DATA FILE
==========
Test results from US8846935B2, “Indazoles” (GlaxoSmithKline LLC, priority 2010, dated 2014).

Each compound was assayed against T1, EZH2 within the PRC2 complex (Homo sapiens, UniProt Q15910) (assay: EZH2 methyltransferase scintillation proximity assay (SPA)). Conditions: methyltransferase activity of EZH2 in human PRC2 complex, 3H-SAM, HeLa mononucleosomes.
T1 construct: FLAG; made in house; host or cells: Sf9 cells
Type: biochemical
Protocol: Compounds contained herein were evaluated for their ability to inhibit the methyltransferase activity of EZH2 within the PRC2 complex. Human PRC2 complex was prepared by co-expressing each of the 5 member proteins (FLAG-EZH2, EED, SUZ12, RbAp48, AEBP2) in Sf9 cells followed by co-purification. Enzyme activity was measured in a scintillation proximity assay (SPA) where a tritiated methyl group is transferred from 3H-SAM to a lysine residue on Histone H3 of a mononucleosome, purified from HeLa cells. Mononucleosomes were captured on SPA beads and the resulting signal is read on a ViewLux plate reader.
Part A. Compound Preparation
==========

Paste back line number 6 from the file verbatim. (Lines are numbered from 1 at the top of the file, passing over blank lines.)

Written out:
Part A. Compound Preparation